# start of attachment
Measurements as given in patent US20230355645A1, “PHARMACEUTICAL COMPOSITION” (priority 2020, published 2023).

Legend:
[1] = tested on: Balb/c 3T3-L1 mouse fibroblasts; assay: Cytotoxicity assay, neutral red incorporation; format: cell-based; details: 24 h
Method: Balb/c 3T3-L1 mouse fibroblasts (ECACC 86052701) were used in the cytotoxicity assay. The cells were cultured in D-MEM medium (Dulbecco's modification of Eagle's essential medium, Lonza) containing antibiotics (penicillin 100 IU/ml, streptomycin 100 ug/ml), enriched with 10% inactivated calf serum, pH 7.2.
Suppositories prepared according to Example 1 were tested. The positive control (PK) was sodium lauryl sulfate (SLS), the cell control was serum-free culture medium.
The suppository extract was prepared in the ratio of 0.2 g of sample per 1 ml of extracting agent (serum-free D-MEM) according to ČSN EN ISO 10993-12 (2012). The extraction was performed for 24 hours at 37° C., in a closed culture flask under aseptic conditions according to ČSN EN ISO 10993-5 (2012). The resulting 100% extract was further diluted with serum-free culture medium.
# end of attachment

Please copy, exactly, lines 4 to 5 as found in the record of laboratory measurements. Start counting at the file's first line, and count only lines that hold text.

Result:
Method: Balb/c 3T3-L1 mouse fibroblasts (ECACC 86052701) were used in the cytotoxicity assay. The cells were cultured in D-MEM medium (Dulbecco's modification of Eagle's essential medium, Lonza) containing antibiotics (penicillin 100 IU/ml, streptomycin 100 ug/ml), enriched with 10% inactivated calf serum, pH 7.2.
Suppositories prepared according to Example 1 were tested. The positive control (PK) was sodium lauryl sulfate (SLS), the cell control was serum-free culture medium.